COMBS: I always wondered if he was ever able to get over it. Did it always haunt him the way it haunts me? Will I be able to overcome that?
PLAYBOY: It sounds as if your guard is up.
COMBS: I’m saying that I’ve got only one more in me.
PLAYBOY: You have only one more relationship left in you?
COMBS: If I find somebody and it doesn’t work, I’ll be ruined forever. It’s scary because I have only one more lifeline.
PLAYBOY: Has a woman ever flat-out rejected you?
COMBS: Yeah, I’ve had a bunch of different woman tell me no. Whether I was willing to accept no for an answer, that’s another story.
PLAYBOY: There must be a story that comes with that.
COMBS: Yeah, there was a young lady who’s an actress. She’s famous. I liked her, so I was willing to do whatever I had to do. I told her, “I will sneak up the side of the building to see you.” I was persistent.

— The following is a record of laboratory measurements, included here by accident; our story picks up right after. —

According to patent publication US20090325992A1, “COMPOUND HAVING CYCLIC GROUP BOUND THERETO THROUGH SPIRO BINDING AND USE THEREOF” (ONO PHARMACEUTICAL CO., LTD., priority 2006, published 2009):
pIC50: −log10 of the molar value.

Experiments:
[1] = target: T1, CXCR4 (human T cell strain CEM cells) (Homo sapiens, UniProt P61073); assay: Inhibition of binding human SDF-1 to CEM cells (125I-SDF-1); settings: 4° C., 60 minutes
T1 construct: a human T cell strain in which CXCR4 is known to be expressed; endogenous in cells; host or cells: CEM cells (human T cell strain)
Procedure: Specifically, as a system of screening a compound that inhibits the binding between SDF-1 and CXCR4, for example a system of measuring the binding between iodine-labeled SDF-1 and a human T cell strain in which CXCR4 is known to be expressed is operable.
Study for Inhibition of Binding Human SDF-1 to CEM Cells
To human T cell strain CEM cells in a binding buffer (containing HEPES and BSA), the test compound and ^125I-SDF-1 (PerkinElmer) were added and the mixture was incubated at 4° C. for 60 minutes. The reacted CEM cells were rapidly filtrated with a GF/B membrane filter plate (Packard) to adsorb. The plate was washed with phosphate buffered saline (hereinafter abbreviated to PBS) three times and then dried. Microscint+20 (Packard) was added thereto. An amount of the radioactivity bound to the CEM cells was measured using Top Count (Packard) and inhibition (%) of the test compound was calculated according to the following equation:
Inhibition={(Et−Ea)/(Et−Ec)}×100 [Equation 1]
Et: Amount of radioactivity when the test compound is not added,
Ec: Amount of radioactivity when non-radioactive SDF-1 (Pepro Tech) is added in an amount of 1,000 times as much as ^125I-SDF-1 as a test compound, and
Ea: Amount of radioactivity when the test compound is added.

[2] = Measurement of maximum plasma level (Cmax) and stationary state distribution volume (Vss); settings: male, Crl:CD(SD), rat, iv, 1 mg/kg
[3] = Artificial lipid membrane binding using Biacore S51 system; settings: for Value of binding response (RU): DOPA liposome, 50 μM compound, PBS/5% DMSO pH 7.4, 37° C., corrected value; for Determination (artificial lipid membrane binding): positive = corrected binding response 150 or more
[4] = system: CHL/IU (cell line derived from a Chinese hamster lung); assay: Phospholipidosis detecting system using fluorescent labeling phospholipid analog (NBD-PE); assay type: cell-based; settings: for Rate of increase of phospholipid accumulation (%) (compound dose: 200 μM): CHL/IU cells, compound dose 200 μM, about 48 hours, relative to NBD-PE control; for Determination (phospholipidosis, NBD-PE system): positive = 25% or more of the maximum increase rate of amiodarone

PLAYBOY: Did you get to hang out?
COMBS: We started spending time together, but we were prisoners of our celebrity. She took me to dinner after we got to know each other and hit me with a line that was straight out of the movies. She said, “You know this will never work, right?” [laughs] I knew she was right.
PLAYBOY: Who was it?
COMBS: The only person I’m gonna tell is God. If he says I can’t get into heaven I may whisper it in his ear. She was so cool the way she let me down softly, and she offered me a ride back to my hotel.
PLAYBOY: Sienna Miller’s name will get linked to that story. You know that, right?
COMBS: I can clear that up right now. It wasn’t her. This was going to shake up the world. It would have been a Puff and J. Lo situation, part two.
PLAYBOY: Was she black or white?
COMBS: I’m not getting into that. Privacy is a sexy thing to have. It’s important to be trusted and to be able to have secrets and moments that are your own.